• For example, in the fishbowl exercise, participants are instructed to speak only about their own side (contributions and reservations) and to refrain from making comparisons with the other side, or even mentioning the other side.  If someone mentions the other side, even in a benign sounding way (“Of course, both side are too dependent on big money interests”), the moderator intervenes to remind the participant to speak only about their own side, even if they believe their point refers to the other side as well.  The explanation is that it’s harder to really listen and take in what others are saying if they are characterizing one’s own side.

Eliciting Avoided Private Behavior (encouraging vulnerability and sharing of unexpressed emotions)

  • As mentioned, the stereotypes and questions and answers exercises elicit the kind of vulnerability rarely displayed in political conversations.
  • In the weekend version of the Red/Blue workshop, and in adaptations for involve public officials for whom the stereotypes exercise would be too threatening (particularly sharing kernels of truth which they might worry could go public), we use the following question:  “What life experiences have influenced your values and beliefs about public policy and the public good?”  Each participants gets four minutes to answer that question, and then the group reflects on what they learned from sharing and from listening to others. This exercise elicits personal stories that are rarely shared in inter-group interactions.  It’s akin to couples therapists inviting spouses to reflect on how their personal background and family of origin experiences have influenced their current emotionality about a marital issue.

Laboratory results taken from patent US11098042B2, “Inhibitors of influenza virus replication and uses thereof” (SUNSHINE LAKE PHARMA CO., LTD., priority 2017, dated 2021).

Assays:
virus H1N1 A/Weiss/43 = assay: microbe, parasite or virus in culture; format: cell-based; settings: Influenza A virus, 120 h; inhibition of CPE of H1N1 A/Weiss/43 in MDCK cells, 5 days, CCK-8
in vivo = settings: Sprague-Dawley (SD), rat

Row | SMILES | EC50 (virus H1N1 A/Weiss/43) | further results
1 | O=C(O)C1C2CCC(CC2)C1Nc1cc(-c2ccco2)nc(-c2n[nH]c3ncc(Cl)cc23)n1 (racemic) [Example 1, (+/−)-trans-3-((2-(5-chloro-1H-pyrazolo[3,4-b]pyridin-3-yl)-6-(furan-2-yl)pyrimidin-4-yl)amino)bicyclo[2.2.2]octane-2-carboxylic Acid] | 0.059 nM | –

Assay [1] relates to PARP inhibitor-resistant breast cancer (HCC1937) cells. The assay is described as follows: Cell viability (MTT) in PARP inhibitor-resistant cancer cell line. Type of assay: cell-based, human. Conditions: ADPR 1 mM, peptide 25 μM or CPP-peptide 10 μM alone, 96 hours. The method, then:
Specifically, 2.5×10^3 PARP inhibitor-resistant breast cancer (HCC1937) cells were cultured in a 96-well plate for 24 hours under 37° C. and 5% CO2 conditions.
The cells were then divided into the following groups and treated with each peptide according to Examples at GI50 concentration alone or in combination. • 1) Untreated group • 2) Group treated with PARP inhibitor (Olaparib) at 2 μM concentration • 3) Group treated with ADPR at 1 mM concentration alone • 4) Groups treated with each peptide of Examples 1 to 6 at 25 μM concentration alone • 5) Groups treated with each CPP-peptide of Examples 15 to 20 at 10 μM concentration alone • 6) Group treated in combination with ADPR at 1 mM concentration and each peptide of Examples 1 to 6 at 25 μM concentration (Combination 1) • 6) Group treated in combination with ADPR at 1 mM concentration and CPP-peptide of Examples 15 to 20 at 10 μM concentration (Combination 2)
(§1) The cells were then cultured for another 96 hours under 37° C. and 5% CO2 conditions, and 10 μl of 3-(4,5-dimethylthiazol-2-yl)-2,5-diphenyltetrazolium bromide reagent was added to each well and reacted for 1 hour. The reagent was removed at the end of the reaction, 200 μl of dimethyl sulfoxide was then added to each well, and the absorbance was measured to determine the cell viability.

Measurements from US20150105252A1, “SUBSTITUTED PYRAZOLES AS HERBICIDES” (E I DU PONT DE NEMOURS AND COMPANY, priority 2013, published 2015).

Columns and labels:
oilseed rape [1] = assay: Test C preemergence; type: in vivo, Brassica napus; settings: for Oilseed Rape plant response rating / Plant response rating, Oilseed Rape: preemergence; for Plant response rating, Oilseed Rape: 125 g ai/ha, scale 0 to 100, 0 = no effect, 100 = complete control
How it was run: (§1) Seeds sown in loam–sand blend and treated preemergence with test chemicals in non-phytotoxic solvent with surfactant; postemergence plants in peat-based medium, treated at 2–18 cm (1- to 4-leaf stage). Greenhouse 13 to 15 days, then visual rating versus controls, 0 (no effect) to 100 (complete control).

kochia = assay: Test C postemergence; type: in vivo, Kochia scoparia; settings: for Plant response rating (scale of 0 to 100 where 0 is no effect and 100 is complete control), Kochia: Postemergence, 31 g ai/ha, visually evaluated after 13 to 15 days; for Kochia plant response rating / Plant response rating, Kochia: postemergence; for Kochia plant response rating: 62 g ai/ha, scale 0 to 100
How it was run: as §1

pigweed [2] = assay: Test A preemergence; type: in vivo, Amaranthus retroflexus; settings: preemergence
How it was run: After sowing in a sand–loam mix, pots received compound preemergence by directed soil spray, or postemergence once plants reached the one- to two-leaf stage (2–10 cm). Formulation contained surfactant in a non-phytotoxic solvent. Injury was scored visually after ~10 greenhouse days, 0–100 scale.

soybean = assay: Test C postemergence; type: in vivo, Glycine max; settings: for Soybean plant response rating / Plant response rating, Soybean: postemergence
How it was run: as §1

Improving communication skills

Although the Red/Blue workshop does not explicitly teach communication skills, participants learn to listen more intently, to speak for self and not characterize others’ beliefs, look for common ground, and pose good questions of understanding while staying in an attentive mode when receiving answers.  These are standard skills that therapists help couples learn.

Promoting strengths

  • The exercises give participants a chance to articulate the best aspects of their own side, including how their beliefs are good for the country. 
  • The workshop’s emphasis on humility and self-criticism can be viewed as promoting strengths.  Strong individuals and groups strive for accurate, balanced views of self.